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Japan could resume Iran oil imports 3 months after sanctions lifting: PAJ chief

Highlights

Japanese refiners carefully weighing Iranian oil import resumption

Japan suspended Iranian oil imports in May 2019

Return of Iranian crude to intensify competition in Asia

Japanese refiners could resume oil imports from Iran as early as three months after confirming Iranian sanctions were being lifted, Petroleum Association of Japan President Tsutomu Sugimori said May 27.

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In the event of confirmation of the lifting of sanctions, "that's when we start our consideration and [the resumption of Iranian oil imports] could come as early as in three months," Sugimori told an online press conference.

Without confirmation of the sanctions lifting, Japanese refiners would not consider resuming Iranian oil imports, said Sugimori, who is also chairman of ENEOS Holdings. He added that ENEOS had yet to proceed with detailed consideration of resuming Iranian oil imports.

Sugimori's comments came after Iranian President Hassan Rouhani said May 20 a "main agreement" has been made to reinstate a nuclear deal as the US has broadly committed to lifting its sanctions targeting Iran's oil, petrochemical and shipping sectors.

Japan's top three refiners ENEOS, Idemitsu Kosan and Cosmo Oil said May 21 that they would carefully consider the potential resumption of Iranian oil imports once there was confirmation of sanctions being lifted.

"Although it depends on the formal decision of lifting the US sanctions as well as the details, we will closely coordinate with the Japanese government, financial institutions and shipping companies," an Idemitsu Kosan official said.

Japan suspended its Iranian oil imports in May 2019 after briefly resuming imports in February for the first time in four months, as the US did not extend its 180-day sanctions waiver to eight countries, including Japan, beyond early May.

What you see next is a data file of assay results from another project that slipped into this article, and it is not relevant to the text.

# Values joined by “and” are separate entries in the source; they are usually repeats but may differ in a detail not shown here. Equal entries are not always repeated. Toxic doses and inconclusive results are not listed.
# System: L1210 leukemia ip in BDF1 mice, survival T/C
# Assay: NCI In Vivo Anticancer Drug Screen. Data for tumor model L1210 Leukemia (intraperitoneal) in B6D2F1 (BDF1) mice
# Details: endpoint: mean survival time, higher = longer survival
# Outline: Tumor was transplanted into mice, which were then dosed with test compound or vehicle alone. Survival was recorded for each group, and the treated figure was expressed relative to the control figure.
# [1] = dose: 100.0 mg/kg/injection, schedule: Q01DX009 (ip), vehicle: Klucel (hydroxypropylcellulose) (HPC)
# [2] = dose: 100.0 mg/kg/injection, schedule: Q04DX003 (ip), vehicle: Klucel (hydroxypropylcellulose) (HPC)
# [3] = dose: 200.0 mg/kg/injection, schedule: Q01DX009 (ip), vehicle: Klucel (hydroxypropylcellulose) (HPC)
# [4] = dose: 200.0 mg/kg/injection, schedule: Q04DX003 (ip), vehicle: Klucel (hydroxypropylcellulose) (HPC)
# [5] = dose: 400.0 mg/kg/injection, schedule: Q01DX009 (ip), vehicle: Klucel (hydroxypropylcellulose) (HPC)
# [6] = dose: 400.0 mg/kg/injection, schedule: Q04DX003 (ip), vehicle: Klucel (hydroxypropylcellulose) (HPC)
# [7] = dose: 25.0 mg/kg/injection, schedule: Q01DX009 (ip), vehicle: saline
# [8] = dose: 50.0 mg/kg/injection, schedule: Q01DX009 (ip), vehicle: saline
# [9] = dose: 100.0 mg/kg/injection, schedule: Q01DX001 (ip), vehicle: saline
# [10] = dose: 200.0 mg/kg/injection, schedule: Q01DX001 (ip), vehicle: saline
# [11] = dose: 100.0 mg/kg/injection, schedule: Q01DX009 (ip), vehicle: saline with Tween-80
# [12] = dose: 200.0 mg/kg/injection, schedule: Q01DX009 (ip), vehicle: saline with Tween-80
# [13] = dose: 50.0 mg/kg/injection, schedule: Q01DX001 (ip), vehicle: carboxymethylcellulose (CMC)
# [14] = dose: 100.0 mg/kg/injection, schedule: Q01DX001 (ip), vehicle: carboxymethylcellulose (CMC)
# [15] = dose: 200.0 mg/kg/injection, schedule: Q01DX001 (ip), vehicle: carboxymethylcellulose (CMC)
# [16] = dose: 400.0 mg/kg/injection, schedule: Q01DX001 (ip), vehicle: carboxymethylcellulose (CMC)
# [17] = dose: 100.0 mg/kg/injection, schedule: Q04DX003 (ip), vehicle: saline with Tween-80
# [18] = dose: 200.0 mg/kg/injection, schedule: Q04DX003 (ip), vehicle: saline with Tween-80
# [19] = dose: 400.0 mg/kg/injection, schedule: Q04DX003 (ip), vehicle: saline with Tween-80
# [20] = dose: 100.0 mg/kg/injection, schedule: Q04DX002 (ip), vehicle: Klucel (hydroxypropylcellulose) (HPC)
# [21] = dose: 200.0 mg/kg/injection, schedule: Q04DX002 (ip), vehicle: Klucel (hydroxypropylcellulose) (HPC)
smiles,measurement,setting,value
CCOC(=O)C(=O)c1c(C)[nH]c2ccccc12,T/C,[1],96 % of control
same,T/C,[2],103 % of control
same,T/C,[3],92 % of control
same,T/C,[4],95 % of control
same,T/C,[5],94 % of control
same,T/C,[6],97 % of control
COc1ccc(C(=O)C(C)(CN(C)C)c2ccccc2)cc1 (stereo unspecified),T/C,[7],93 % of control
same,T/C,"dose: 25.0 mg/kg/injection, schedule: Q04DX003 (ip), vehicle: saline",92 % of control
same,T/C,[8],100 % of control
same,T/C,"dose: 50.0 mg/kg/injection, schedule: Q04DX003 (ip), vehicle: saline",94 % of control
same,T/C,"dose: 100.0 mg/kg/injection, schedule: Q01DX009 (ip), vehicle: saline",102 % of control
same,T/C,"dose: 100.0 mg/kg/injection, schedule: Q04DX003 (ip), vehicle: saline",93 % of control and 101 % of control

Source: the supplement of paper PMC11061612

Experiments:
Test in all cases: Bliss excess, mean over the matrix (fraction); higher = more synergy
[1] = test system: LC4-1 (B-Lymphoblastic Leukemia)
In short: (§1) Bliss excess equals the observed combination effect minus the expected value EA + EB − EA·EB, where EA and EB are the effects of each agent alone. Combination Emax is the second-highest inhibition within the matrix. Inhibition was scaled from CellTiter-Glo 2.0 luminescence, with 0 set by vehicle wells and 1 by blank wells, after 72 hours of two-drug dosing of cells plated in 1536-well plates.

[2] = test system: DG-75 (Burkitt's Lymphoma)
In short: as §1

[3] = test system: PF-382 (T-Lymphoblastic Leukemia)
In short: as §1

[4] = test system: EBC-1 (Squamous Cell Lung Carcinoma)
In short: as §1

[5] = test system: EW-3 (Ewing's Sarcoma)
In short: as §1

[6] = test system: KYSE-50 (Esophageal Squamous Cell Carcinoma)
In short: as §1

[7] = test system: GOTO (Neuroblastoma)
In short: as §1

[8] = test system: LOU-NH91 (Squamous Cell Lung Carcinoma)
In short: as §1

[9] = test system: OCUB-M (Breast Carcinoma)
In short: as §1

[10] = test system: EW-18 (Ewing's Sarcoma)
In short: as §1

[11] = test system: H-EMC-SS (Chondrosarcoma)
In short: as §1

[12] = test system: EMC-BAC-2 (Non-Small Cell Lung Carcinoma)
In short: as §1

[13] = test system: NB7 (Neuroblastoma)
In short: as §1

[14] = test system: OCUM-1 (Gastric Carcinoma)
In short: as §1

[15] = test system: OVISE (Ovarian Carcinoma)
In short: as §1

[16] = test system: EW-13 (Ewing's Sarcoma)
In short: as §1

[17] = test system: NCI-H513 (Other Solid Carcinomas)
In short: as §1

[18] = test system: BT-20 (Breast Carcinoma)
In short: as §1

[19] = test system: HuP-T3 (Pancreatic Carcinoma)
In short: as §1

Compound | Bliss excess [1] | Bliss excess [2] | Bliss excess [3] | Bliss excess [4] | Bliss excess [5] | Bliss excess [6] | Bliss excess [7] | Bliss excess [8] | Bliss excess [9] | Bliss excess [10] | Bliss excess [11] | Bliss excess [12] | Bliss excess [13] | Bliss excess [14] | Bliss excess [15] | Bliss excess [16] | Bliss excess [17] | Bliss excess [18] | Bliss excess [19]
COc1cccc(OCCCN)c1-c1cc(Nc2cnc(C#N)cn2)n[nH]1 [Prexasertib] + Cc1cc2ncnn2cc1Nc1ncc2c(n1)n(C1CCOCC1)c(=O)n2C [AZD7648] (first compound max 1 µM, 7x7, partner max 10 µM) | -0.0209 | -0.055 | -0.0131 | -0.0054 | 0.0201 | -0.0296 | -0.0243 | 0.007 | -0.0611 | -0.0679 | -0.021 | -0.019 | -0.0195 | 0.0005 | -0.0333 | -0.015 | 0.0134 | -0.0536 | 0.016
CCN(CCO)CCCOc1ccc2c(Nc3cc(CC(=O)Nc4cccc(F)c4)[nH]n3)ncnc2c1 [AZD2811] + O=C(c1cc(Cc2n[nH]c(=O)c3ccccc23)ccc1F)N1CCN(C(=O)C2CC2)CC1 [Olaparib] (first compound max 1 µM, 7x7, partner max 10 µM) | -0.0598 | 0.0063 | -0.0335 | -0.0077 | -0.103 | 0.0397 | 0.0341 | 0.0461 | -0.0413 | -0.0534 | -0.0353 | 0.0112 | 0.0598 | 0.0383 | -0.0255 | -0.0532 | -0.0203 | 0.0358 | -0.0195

Japan's imports of Iranian crude

Japan's 2019 Iranian oil imports totaled 17.10 million barrels, down 63.2% from 46.51 million barrels in 2018, according to the Ministry of Economy, Trade and Industry data.

New competition

The return of Iranian condensate, as well as many other crude grades, to the market will likely set the stage for new competition for the Asian demand pie, prompting major producers to make competitive offers, which would significantly enhance Asian refiners' feedstock economics and overall product margins, according to refinery officials and trading sources in China, South Korea, Japan, Hong Kong and India.

The official selling price spread for Iranian Light against Arab Light crude for loading in June is minus 20 cents/b, the biggest discount for the Iranian grade against the Saudi oil price since it reached minus 35 cents/b for cargoes loaded in March 2020, Platts data showed.

The outright price spread between South Pars and Australia's North West Shelf condensate has averaged minus $5.83/b to date in 2021, wider than the average spread of minus $3.04/b in 2020, minus $1.42/b in 2019 and minus 12 cents/b in 2018, Platts data showed.

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